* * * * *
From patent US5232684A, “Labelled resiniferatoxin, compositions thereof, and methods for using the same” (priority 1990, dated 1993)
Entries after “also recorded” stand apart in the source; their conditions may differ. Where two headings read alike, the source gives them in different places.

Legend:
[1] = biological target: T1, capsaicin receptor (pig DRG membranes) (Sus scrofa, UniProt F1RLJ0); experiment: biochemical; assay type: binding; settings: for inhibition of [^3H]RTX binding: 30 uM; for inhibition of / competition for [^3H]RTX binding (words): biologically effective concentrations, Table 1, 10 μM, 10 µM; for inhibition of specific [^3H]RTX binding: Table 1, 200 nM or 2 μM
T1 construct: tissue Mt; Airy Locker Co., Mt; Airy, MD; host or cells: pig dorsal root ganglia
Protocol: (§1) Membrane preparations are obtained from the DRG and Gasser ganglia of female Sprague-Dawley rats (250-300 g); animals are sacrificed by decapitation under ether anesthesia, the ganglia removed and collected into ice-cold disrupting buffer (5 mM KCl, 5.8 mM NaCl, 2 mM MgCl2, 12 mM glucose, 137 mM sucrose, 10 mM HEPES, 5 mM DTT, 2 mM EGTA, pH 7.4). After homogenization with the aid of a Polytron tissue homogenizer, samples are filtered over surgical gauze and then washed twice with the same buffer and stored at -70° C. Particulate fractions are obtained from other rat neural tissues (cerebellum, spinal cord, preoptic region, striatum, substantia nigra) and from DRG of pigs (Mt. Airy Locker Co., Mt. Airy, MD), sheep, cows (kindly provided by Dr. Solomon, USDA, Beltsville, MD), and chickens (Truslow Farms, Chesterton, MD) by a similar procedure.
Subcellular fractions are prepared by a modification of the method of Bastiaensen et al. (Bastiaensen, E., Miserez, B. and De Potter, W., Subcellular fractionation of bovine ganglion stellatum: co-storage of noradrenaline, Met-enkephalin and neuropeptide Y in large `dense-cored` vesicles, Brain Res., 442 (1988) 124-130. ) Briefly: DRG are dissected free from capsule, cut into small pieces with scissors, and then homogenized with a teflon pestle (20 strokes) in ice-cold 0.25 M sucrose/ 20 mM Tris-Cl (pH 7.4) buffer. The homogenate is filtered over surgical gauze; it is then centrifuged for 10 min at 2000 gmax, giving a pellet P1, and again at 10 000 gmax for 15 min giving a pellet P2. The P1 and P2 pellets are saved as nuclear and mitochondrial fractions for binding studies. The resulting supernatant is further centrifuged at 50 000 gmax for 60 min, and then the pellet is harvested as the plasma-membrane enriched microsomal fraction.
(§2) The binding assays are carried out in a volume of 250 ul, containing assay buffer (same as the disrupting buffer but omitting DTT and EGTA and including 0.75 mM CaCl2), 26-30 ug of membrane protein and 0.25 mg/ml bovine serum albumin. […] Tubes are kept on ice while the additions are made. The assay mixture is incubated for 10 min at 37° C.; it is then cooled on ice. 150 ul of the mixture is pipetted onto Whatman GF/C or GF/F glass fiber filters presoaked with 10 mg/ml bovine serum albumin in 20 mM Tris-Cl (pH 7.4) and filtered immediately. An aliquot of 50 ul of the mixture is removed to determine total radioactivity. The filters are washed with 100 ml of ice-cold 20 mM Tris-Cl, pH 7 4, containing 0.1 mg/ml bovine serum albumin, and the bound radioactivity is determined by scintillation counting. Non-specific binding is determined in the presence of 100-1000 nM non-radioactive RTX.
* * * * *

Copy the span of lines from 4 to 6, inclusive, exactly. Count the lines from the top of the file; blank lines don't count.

[1] = biological target: T1, capsaicin receptor (pig DRG membranes) (Sus scrofa, UniProt F1RLJ0); experiment: biochemical; assay type: binding; settings: for inhibition of [^3H]RTX binding: 30 uM; for inhibition of / competition for [^3H]RTX binding (words): biologically effective concentrations, Table 1, 10 μM, 10 µM; for inhibition of specific [^3H]RTX binding: Table 1, 200 nM or 2 μM
T1 construct: tissue Mt; Airy Locker Co., Mt; Airy, MD; host or cells: pig dorsal root ganglia
Protocol: (§1) Membrane preparations are obtained from the DRG and Gasser ganglia of female Sprague-Dawley rats (250-300 g); animals are sacrificed by decapitation under ether anesthesia, the ganglia removed and collected into ice-cold disrupting buffer (5 mM KCl, 5.8 mM NaCl, 2 mM MgCl2, 12 mM glucose, 137 mM sucrose, 10 mM HEPES, 5 mM DTT, 2 mM EGTA, pH 7.4). After homogenization with the aid of a Polytron tissue homogenizer, samples are filtered over surgical gauze and then washed twice with the same buffer and stored at -70° C. Particulate fractions are obtained from other rat neural tissues (cerebellum, spinal cord, preoptic region, striatum, substantia nigra) and from DRG of pigs (Mt. Airy Locker Co., Mt. Airy, MD), sheep, cows (kindly provided by Dr. Solomon, USDA, Beltsville, MD), and chickens (Truslow Farms, Chesterton, MD) by a similar procedure.